López de Ávila backs his words with numbers. “Heathrow is the only hub in the United Kingdom, and it is operating at 99% of capacity. This situation puts its passengers and infrastructure under great pressure that is unsustainable over the short term. The annual growth rate in its passenger volume has been 4.1% over the past decade. Complaints from passengers and corporations have been growing in recent years, and the topic has become increasingly important in the national media. Given this situation, BAA has announced that it will invest £9.3 billion in the three London airports – Heathrow, Gatwick and Stansted. This includes construction of the new Terminal 5 at Heathrow (which will be inaugurated in March 2008), the creation of Heathrow East, which will replace the current Terminal 2; the expansion of Gatwick, which would manage some 40 million passengers by 2015 (up from 32 million today); and the expansion of Stansted to accommodate some 35 million passengers by 2014.”
In addition, Ferrovial has just proposed building a third runway at Heathrow, as well as constructing Terminal 6. The details of the proposal won’t become clear until next fall when the government of Gordon Brown makes a decision. However, a period of consultations and analysis has already begun. The CAA has offered to collaborate [in this process] and it could provide its opinion in a report that it will present in March, when it unveils its definitive framework for regulating Heathrow and Gatwick over the five-year period from 2008 to 2013. That announcement will provide few surprises compared with the news of November 20, when the CAA proposed raising airport fees at Heathrow by more than 15% and at Gatwick by 8.2%.
There is one area where there might be a positive surprise for Ferrovial: the cost it must pay for the capital that it needs in order to carry out its investments in the two airports. At the moment, the fixed cost of capital at Heathrow (provided by the CAA) is 6.2%, compared with 7.75% in recent years. Gatwick’s cost of capital is 6.5%. At Heathrow, Ferrovial had hoped to get a rate of 7.2%, which is very far from the rate provided by CAA at the moment. However, the CAA has already said that it could raise its rate in March, although it is hard to believe that Ferrovial will be satisfied.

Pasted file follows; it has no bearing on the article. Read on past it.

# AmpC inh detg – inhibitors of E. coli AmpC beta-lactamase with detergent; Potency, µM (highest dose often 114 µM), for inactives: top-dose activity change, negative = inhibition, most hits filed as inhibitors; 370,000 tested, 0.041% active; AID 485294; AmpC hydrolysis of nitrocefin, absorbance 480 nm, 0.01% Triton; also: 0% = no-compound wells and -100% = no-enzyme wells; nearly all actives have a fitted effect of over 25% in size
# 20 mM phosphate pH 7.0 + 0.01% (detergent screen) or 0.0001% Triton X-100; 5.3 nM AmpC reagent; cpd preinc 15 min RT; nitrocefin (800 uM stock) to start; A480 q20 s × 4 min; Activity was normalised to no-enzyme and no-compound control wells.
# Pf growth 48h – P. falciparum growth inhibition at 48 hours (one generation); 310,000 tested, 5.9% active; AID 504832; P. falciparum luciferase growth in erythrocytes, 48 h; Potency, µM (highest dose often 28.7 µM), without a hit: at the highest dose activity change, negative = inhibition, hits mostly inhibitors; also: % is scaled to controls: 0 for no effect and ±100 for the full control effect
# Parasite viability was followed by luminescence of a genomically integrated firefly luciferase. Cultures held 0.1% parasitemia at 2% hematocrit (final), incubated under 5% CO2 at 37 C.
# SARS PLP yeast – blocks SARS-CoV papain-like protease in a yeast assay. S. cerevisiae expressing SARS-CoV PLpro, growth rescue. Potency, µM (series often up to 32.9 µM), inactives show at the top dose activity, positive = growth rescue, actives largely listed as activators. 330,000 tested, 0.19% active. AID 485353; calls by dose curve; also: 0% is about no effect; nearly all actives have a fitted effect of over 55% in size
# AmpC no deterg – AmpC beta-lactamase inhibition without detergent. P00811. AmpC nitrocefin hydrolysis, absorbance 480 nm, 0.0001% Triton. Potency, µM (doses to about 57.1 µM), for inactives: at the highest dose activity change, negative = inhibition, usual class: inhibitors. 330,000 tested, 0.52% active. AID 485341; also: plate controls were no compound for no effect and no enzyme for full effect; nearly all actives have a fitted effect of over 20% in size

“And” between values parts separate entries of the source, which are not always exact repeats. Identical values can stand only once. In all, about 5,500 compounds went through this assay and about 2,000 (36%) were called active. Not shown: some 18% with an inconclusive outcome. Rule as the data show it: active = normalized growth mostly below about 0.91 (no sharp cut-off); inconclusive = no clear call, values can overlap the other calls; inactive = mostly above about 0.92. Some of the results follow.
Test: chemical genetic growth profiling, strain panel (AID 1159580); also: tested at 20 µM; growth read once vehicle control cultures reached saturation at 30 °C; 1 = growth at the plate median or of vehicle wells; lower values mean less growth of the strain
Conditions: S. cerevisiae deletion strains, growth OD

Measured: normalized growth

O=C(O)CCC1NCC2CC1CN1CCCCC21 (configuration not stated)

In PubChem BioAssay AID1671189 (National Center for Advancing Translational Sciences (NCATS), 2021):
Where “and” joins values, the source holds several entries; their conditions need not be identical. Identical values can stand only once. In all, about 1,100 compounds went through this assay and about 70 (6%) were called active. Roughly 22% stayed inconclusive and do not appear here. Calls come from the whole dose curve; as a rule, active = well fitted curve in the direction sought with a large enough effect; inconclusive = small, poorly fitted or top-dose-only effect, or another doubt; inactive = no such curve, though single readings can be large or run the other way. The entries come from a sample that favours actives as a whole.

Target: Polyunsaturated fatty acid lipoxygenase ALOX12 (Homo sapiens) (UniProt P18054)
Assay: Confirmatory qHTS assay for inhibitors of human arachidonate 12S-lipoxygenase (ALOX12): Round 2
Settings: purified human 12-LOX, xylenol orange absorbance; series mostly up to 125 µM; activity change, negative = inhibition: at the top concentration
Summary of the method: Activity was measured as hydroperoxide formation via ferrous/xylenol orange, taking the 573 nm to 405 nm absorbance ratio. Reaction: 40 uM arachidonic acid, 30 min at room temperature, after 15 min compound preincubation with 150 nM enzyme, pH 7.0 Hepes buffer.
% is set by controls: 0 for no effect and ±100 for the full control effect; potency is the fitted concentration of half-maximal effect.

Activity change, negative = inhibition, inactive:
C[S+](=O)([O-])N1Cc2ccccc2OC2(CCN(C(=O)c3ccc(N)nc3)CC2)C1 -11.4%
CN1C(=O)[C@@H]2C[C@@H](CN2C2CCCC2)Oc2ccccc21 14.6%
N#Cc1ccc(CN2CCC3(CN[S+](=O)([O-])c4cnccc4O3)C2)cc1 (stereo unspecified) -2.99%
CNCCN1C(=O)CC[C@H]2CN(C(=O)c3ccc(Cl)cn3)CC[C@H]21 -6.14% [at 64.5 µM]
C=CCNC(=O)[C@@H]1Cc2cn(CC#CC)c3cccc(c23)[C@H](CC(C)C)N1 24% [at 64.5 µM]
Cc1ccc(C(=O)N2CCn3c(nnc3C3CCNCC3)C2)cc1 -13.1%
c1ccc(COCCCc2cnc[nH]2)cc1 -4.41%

“Ferrovial would do well to express its viewpoints. That’s why there are negotiations,” notes Guillén. Adds López de Ávila: “I believe that its requirements are in line with what is needed because conditions at these airports were obsolete and they were terribly saturated. A high level of investment is required, and the British government has recognized that fact in its announcement.” You need to remember, he continues, “that these facilities are obsolete and over-saturated because it’s been a long time since there have been any investments in them. Management of the airports was privatized in 1986 and BAA focused on expansion, ignoring necessary investments in infrastructure.
“Nevertheless, since its acquisition last year by ADIL (62% owned by Ferrovial, 28% by Caisse de Dépôt et Placement du Québec, and 10% by GIC), BAA has set in motion an ambitious investment plan. The goal is to prevent these airports from losing their competitiveness and to guarantee their future in the new century. The volume of investment required now is extremely high, which means that support from the government is needed. Based on what we can gather from the CAA’s announcement on November 20, the government has done just that. You have to remember that Heathrow is one of Britain’s key economic assets and that the London Olympics of 2012 can bring total chaos to the airports and irreversible damage to the image of the country if something isn’t done soon.”